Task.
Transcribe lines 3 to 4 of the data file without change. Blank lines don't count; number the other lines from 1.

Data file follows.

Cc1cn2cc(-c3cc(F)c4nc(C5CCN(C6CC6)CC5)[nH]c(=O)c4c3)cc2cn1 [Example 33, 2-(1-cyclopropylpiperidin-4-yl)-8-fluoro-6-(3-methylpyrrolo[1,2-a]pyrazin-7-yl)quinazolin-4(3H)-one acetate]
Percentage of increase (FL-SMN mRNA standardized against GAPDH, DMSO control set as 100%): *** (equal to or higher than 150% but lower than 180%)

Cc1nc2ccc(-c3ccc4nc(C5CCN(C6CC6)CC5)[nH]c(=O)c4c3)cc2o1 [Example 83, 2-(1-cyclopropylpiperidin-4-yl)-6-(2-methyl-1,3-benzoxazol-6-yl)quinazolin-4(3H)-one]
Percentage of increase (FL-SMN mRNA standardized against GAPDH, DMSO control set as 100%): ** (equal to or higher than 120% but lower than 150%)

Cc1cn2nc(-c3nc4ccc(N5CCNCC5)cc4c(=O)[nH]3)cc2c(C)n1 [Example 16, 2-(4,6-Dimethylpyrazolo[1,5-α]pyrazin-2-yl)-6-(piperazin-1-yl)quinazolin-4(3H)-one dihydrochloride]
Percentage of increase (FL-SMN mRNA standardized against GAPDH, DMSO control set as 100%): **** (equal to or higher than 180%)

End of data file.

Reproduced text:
Cc1nc2ccc(-c3ccc4nc(C5CCN(C6CC6)CC5)[nH]c(=O)c4c3)cc2o1 [Example 83, 2-(1-cyclopropylpiperidin-4-yl)-6-(2-methyl-1,3-benzoxazol-6-yl)quinazolin-4(3H)-one]
Percentage of increase (FL-SMN mRNA standardized against GAPDH, DMSO control set as 100%): ** (equal to or higher than 120% but lower than 150%)